When Cheryl Feenstra was in sixth grade, she discovered the then-popular Cherry Ames book series by Helen Wells about a mystery-solving student nurse. This launched her into a deep passion for the vocation of nursing. “I fell in love with whatever it was that [Cherry Ames] did,” Feenstra recalled. “She did all these different kinds of nursing, and I decided when I was 12 that I was going to be a nurse.”

Thus, Feenstra earned her bachelor’s in nursing from the University of Michigan in 1972, her master’s at Wayne State University in 1979, and her PhD in family ecology at Michigan State University in 1996. She worked as a staff nurse at Ottawa County Health Department, L.W. Blake Memorial Hospital and Butterworth Hospital, but she has spent most of her career teaching at St. Joseph Hospital School of Nursing, Grand Valley State University, Mercy College of Detroit, University of Michigan and Calvin.

Feenstra began her teaching at Calvin in 1989 in the joint nursing program with Hope College, which split in 2002. She has served as a chairperson for the nursing department from 2000-2004 and 2010-2016. In addition to being a faculty member, instructor and chairperson in the nursing field, she has engaged in many research opportunities pertaining to menstrual changes, postpartum emotional support, parenting with young mothers and others.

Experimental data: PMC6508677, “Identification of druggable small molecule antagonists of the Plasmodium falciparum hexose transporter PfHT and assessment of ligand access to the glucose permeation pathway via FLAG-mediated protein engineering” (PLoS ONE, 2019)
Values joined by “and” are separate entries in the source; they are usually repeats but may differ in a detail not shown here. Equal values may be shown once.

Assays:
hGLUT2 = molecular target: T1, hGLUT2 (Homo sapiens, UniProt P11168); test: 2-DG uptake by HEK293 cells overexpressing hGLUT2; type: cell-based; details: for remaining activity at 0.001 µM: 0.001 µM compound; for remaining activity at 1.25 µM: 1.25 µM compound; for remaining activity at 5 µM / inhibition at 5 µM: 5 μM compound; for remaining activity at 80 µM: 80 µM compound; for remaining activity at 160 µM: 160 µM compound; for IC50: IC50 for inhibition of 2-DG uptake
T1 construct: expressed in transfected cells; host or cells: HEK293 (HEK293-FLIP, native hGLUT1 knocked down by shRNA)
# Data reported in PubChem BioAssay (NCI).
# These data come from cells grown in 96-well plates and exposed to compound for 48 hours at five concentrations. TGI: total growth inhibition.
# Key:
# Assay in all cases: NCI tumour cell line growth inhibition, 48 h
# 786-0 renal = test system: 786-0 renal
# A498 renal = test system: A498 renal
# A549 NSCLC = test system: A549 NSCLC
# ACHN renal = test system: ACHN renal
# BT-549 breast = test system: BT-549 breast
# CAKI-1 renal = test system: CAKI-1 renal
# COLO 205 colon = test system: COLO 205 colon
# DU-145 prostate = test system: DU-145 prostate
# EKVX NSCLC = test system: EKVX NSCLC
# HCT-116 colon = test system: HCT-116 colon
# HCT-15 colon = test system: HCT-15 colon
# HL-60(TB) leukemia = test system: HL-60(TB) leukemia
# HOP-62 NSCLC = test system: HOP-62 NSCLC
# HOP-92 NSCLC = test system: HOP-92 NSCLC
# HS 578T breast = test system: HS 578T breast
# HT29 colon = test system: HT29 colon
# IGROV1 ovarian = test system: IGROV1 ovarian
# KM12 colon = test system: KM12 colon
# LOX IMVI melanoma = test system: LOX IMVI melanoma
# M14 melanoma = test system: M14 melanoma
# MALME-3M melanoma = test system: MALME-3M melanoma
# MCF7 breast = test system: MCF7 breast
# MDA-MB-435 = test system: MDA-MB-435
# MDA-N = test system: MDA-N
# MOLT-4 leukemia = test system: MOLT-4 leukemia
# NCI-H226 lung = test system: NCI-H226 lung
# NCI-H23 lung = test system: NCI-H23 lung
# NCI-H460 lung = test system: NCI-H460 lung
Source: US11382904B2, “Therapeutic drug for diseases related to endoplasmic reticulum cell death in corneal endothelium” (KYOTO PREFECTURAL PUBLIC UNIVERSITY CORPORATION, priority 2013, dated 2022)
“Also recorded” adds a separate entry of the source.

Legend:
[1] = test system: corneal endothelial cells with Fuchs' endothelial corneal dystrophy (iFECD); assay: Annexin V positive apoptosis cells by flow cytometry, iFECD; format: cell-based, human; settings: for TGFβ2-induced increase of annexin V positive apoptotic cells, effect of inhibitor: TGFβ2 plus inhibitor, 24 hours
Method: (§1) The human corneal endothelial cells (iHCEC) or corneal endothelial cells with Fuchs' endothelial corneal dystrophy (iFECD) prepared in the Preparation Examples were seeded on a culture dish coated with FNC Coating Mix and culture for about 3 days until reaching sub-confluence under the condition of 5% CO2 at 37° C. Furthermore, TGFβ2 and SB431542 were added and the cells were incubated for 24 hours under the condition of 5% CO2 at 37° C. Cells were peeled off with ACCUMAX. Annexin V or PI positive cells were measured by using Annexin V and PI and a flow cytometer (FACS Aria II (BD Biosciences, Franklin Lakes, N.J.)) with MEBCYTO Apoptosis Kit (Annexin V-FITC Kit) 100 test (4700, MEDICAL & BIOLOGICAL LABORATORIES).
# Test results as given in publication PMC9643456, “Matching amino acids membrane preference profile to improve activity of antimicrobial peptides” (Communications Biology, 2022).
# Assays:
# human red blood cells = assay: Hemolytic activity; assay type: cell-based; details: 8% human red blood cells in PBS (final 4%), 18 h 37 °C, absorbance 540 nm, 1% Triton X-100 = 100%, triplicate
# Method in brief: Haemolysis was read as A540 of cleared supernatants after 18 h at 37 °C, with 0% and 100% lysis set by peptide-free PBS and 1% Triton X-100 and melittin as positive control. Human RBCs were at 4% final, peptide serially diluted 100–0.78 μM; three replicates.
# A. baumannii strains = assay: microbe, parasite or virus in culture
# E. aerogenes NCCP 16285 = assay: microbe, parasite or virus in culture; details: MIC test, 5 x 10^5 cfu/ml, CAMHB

With her many positions and experiences in nursing, Feenstra said her pursuits derive from two main passions: mother-baby nursing, and global health.

With mother-baby nursing, she is particularly interested in the pregnancy and delivery process, how to care for babies, and parent-infant communication, as she believes “newborn babies are the best things on earth.”

As for her global health passion, she has taught the Global Health course at Calvin and has taken more than 75 students to the Philippines, Dominican Republic, India and Ethiopia on interim trips. She also spent a semester abroad in Hungary with 19 students as the director there. “I love watching students’ eyes get really big as their worldview changes,” she said, in regards to teaching students abroad.

Feenstra’s favorite part of being an educator has been “watching [students] learn, helping them learn [and] watching the connections happen in their brains.” It was rewarding for her to watch students catch an idea or hear something new, and ponder it for a while.

Regarding her retirement, she already knows she will miss Calvin greatly. “[When] you get up every morning and you go to the same place for 27 years, you might miss it!” she laughed. However, Feenstra looks forward to joining a choir and book club, continuing her hobbies of gardening, sewing and walking, and spending time with her three daughters and seven grandchildren.